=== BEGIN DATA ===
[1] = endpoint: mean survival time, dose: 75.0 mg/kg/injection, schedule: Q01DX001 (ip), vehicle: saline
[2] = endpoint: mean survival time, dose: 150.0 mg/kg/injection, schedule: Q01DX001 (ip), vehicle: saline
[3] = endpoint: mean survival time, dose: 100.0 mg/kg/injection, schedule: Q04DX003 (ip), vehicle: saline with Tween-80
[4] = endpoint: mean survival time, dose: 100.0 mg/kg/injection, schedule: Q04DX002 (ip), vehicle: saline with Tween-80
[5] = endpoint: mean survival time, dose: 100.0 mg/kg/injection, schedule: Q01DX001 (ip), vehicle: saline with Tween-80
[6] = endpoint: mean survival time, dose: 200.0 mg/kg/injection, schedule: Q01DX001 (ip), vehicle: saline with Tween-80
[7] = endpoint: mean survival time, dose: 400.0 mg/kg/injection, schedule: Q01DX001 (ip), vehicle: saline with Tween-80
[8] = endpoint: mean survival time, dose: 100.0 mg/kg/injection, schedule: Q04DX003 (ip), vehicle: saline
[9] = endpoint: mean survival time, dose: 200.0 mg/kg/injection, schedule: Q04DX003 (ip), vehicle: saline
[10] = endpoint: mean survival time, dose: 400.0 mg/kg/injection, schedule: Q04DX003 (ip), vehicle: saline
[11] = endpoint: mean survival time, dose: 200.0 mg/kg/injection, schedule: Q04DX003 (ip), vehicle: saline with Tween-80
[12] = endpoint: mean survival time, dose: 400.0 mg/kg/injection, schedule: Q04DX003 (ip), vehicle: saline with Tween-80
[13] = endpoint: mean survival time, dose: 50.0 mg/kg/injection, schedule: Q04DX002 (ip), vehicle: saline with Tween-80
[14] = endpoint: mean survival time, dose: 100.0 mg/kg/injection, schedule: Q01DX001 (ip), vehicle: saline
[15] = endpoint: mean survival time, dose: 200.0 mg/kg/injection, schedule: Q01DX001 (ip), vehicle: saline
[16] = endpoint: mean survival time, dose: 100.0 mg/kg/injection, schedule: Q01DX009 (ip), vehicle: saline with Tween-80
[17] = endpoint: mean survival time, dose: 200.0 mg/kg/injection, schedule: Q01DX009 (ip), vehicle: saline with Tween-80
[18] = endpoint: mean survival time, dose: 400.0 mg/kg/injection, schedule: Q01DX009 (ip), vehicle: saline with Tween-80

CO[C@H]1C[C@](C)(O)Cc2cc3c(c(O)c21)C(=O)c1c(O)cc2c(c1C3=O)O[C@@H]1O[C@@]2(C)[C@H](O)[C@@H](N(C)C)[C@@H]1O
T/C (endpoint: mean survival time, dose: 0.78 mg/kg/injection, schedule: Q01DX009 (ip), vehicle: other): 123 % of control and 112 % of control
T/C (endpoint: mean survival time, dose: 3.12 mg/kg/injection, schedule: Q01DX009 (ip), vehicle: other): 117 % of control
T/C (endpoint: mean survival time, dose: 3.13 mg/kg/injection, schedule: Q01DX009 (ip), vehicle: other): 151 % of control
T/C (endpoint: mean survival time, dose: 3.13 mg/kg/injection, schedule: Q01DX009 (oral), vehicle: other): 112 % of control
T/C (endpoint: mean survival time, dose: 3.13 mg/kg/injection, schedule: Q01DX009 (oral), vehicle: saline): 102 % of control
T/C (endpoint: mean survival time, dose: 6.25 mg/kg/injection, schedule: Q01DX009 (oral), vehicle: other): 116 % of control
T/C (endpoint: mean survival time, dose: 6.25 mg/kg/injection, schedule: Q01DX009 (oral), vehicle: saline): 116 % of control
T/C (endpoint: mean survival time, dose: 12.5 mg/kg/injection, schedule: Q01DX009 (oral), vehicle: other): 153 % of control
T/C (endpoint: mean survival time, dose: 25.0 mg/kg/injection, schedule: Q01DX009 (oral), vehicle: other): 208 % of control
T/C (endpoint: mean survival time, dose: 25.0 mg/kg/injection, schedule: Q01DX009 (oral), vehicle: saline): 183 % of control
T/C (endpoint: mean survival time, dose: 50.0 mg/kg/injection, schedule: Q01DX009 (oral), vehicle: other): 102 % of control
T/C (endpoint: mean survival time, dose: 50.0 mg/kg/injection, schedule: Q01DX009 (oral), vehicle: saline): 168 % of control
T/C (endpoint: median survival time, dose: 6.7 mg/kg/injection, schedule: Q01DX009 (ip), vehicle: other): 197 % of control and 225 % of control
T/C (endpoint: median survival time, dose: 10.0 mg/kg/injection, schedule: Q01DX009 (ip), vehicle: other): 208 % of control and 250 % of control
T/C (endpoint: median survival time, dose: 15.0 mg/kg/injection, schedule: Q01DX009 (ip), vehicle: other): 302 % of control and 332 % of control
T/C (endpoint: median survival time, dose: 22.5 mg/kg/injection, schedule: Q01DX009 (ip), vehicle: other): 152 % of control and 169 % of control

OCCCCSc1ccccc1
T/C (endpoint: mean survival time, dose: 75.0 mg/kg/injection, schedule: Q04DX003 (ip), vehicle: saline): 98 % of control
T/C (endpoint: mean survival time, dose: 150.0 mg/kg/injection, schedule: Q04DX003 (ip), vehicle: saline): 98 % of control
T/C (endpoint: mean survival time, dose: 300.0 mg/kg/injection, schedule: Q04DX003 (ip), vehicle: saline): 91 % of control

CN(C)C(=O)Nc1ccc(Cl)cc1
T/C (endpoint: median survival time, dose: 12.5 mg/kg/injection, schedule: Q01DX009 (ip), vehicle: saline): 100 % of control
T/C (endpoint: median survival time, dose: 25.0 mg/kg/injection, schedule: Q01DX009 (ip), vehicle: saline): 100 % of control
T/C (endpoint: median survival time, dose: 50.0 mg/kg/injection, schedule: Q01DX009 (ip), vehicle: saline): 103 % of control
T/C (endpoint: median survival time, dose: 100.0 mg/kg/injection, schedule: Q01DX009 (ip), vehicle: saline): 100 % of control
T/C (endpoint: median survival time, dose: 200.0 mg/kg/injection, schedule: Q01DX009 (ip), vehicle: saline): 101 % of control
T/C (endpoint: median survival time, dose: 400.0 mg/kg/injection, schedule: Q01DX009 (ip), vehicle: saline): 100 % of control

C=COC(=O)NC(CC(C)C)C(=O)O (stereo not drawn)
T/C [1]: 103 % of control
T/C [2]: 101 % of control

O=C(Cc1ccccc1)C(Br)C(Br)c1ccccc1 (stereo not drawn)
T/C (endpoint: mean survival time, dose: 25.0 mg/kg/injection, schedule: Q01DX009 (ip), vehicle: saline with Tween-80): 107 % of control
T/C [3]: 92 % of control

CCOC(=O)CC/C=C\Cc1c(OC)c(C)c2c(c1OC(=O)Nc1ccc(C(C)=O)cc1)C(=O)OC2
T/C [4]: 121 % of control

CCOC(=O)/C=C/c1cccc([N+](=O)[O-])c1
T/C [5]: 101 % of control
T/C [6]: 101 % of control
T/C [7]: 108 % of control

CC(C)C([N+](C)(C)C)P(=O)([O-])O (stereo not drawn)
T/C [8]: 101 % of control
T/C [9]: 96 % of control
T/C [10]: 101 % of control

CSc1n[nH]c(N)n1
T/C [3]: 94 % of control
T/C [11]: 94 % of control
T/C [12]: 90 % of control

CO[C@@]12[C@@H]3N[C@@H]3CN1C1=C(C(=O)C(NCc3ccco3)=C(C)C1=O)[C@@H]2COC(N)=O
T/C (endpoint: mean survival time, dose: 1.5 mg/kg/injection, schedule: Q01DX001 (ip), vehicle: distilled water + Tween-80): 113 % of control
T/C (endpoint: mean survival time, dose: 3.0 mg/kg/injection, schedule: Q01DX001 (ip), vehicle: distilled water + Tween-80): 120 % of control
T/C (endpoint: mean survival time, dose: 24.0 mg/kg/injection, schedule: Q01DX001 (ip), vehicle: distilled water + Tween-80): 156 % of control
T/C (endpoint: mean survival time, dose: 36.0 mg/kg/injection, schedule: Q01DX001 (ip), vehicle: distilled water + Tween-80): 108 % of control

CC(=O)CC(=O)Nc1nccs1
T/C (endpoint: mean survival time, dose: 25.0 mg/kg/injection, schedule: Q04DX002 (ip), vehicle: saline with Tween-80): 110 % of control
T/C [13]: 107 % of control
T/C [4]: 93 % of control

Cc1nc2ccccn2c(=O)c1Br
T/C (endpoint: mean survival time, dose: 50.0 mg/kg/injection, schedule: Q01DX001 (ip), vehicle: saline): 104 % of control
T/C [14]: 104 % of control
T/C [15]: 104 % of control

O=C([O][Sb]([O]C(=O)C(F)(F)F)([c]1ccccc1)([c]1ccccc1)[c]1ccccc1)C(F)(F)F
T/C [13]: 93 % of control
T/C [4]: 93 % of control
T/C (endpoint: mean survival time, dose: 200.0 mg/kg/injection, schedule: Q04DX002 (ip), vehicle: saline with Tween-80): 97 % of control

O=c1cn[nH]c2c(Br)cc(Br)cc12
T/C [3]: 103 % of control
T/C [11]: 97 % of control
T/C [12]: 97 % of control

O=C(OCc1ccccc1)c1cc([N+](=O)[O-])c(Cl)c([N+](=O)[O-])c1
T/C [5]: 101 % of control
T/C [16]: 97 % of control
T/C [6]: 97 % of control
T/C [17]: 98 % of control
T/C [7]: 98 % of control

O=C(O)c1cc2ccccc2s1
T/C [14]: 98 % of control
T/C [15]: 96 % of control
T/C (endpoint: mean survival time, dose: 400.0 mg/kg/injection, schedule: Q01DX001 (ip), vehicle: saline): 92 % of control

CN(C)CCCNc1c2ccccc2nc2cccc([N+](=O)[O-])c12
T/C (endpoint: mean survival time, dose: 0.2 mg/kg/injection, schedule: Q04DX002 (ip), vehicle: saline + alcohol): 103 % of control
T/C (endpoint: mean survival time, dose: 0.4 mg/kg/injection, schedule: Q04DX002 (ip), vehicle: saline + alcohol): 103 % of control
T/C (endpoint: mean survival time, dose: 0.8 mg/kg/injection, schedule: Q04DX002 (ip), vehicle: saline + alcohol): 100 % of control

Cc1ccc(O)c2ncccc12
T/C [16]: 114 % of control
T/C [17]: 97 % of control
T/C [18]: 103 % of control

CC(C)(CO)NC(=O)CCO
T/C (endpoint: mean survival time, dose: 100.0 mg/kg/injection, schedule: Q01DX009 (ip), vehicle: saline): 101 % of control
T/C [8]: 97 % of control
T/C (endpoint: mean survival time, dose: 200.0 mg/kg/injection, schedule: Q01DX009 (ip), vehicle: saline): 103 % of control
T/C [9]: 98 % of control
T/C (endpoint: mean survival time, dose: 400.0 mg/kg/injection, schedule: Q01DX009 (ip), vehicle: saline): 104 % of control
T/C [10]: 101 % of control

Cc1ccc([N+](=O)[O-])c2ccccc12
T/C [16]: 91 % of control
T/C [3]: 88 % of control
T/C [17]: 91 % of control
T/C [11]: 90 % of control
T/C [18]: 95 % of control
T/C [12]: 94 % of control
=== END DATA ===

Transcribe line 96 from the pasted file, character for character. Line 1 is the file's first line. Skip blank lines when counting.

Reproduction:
T/C [15]: 96 % of control